Few people are more widely known in the fruit preserve world than June Taylor. The crowd-anointed “preserve queen” has provided the Bay Area with delicious, thoughtful and seasonal fruit marmalades, jams, butters and other preserves for more than 30 years.
When we harvested a bounty of persimmons from our Fox Hill Vineyard, we had to call June to whip up a delightful Fuyu persimmon fruit butter that captures the delicate and cozy autumnal flavors of harvest and this beautiful fruit. Fruit butter is made from fruit that’s cooked, puréed and cooked a second time to concentrate the flavors. The result is silky and delicately textured that’s great for topping many desserts and snack spreads.
We’ve long been fans of June’s deep knowledge and intuitive work with preserves and her commitment to using local organic produce to support local farmers. What started as a way to provide better marmalade options akin to what she had available throughout her childhood in London blossomed into a fruitful business, June Taylor Jams. Although she closed her West Berkeley shop in 2021, we’re are delighted that she has collaborated with us to make this special preserve.
We recently caught up with June ahead of the persimmon butter collaboration where she shared her process, commitment to organic ingredients and favorite ways to eat fruit butter.
What excites you about this Fuyu persimmon butter collaboration with Broc?
I enjoy the challenge of imagining a new preserve and how to create interesting flavors to compliment the fruit, and sharing with Broc Cellars a commitment to sustainability in agriculture. I appreciate the opportunity to be creative together.
What was it like working with the Fox Hill persimmons and why did you want to use Fuyu persimmons instead of Hachiya?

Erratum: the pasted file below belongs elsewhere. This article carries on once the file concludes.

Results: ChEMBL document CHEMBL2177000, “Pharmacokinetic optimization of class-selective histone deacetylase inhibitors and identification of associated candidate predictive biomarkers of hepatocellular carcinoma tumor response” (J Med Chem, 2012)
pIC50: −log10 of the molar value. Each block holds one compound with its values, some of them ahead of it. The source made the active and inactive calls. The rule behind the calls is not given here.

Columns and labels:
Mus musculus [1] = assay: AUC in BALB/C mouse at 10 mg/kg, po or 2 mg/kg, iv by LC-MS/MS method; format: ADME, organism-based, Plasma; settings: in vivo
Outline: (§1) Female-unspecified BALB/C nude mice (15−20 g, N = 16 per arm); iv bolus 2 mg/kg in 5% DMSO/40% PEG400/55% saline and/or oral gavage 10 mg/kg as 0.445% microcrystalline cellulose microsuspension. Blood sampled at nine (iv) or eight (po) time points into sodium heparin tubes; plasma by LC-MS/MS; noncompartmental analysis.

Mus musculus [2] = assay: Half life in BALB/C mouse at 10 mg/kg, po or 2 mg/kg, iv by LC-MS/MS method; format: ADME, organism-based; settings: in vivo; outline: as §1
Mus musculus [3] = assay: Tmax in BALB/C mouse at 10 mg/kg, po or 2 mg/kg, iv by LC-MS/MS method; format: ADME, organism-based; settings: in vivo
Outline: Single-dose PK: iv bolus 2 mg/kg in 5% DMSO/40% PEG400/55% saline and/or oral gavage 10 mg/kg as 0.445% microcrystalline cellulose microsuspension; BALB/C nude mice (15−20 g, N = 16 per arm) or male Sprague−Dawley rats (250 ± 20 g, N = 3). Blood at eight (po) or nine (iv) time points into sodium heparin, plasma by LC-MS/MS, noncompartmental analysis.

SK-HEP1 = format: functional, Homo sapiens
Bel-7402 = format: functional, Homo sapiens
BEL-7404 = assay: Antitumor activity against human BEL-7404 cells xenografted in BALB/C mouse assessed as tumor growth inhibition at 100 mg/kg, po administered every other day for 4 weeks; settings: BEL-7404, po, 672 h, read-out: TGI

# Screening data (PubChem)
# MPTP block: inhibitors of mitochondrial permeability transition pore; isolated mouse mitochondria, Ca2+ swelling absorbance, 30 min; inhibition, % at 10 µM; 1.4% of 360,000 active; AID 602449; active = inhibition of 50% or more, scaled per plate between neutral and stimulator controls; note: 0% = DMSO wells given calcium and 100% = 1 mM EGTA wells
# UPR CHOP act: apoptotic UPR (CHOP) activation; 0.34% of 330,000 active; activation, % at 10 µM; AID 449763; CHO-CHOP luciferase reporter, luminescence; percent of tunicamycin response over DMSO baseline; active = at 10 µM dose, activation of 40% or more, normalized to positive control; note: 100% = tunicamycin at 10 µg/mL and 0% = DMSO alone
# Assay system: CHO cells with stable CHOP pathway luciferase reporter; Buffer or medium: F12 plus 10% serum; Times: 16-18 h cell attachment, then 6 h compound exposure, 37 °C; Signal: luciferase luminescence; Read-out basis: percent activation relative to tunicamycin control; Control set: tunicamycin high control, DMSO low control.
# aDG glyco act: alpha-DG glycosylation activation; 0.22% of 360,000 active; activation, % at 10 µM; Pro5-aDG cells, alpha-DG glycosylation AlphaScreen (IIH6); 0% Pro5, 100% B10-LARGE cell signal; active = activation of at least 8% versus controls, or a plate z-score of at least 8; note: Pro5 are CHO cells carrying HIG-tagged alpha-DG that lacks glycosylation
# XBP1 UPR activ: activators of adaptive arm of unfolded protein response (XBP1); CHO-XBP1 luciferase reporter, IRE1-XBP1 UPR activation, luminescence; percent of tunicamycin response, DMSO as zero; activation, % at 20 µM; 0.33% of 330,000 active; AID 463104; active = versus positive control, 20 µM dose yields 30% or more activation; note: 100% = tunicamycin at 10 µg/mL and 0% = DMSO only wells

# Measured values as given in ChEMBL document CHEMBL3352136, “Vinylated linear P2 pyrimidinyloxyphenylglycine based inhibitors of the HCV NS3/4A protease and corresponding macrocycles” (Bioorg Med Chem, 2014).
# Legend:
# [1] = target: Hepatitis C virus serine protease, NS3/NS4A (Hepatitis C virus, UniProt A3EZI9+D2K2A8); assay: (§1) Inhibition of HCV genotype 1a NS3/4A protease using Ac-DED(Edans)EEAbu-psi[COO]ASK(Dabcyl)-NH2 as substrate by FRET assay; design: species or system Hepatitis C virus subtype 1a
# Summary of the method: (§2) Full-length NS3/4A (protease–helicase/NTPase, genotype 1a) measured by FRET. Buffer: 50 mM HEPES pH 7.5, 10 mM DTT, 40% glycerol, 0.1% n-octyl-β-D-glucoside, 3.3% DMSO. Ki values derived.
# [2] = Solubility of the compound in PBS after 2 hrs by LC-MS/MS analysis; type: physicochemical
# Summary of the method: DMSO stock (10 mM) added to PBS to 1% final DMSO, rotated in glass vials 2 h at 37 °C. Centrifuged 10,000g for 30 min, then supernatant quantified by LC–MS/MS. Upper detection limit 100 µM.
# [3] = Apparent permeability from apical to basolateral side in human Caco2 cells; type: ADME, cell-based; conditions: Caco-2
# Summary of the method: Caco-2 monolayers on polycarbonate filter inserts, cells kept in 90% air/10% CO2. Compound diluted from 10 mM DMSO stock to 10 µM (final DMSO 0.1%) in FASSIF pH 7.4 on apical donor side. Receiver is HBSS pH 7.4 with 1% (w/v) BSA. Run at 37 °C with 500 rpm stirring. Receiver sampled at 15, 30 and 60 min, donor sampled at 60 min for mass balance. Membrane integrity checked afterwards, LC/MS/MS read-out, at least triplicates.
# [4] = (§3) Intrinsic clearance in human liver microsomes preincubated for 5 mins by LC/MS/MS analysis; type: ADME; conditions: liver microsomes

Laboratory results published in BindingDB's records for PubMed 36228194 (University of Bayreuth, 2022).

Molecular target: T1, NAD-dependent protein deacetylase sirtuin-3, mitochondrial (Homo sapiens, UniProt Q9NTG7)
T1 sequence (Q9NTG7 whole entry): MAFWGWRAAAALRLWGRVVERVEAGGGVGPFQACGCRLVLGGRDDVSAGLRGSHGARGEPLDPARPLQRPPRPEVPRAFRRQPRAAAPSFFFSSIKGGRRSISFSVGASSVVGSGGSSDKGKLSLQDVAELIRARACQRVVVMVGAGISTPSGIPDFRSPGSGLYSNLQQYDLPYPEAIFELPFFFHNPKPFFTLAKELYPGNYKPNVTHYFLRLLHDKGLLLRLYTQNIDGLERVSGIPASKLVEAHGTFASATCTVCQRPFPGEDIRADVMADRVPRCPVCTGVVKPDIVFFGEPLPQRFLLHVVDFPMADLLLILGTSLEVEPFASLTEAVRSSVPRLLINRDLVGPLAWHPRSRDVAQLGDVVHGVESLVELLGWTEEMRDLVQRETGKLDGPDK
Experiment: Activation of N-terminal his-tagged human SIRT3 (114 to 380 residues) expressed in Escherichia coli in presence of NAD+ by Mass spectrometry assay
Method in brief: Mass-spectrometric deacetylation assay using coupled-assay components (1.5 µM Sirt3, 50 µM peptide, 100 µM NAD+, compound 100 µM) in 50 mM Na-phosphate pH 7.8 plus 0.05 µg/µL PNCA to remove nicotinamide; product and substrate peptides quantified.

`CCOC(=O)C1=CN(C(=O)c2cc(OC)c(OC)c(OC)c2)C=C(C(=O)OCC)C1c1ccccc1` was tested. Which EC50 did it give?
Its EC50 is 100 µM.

The Fuyu persimmons I chose to transform into a fruit butter are small and delicately flavored. As they are thick-skinned, I favored making a silky smooth butter, which to me reflects and represents the slower season of autumn and winter. This is the first time I have worked with persimmons. These persimmons are delicately sweet, so I imagined ways to enhance but not overpower the fruit, and bring in a little warmth in spices as we are now in the colder season. Hachiya persimmons are classically preserved as hoshigaki so that is what I made with them.
How did you learn to preserve fruit?
I learnt by doing it over and over again with a curiosity and desire to understand the processes involved. I inevitably became aware of the changing nature and flavors in fruit, and the conditions in their environments, growing practices, etc., which influenced this. The transformation of seeing fruit singularly, as an entity, into something nuanced and forever changing became the most rewarding and illuminating discovery.
Why is working with organic fruit and small farms important to your craft?
It is essential to support growers who provide us with fruit and food grown without the use of harmful chemicals and pesticides. We have an epidemic of cancer and other diseases related to the use of poisons in the growing of our food, and I have never wanted to be a part of that business and offer a product to my customers based on those unsustainable practices. My real commitment started with the birth of my child, and then as my understanding [of food systems] developed, I saw it as a much wider issue of the harm done to the land, the soil and creatures therein and the people who work on the land. We must use our dollars to support small family farmers who toil on our behalf in extremely challenging circumstances to bring the healthiest food to our tables.
What is your favorite way to enjoy fruit butter?
I enjoy eating fruit butters in a variety of ways and particularly see them as reflecting the slower seasons of autumn and winter. How about as a topping on oatmeal or yogurt? Or accompanying a croissant or morning waffle, or after a meal with a cheese and dessert wine from Broc Cellars!